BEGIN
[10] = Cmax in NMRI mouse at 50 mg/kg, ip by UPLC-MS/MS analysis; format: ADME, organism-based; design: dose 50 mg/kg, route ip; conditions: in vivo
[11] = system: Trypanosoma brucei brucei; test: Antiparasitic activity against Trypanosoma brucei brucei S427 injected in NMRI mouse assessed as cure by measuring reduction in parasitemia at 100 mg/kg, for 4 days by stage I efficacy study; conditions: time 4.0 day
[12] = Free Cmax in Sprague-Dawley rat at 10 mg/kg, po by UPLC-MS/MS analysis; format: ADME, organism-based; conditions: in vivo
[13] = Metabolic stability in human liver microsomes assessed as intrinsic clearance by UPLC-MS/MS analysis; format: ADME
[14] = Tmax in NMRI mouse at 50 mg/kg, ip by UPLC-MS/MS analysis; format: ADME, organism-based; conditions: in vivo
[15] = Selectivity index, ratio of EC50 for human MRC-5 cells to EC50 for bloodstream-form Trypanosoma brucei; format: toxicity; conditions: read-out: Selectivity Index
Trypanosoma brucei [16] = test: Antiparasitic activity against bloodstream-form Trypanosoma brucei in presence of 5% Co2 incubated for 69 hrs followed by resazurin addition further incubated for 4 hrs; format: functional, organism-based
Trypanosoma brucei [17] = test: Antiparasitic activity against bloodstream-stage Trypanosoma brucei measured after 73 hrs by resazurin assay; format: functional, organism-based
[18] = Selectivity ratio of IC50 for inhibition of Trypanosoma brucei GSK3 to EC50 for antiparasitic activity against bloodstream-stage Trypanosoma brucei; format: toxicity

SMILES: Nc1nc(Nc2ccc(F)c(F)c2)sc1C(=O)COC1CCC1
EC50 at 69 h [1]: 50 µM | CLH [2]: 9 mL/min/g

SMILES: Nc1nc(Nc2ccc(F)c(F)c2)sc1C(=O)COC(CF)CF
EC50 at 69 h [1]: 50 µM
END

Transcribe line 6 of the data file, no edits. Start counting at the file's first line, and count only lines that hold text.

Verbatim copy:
[15] = Selectivity index, ratio of EC50 for human MRC-5 cells to EC50 for bloodstream-form Trypanosoma brucei; format: toxicity; conditions: read-out: Selectivity Index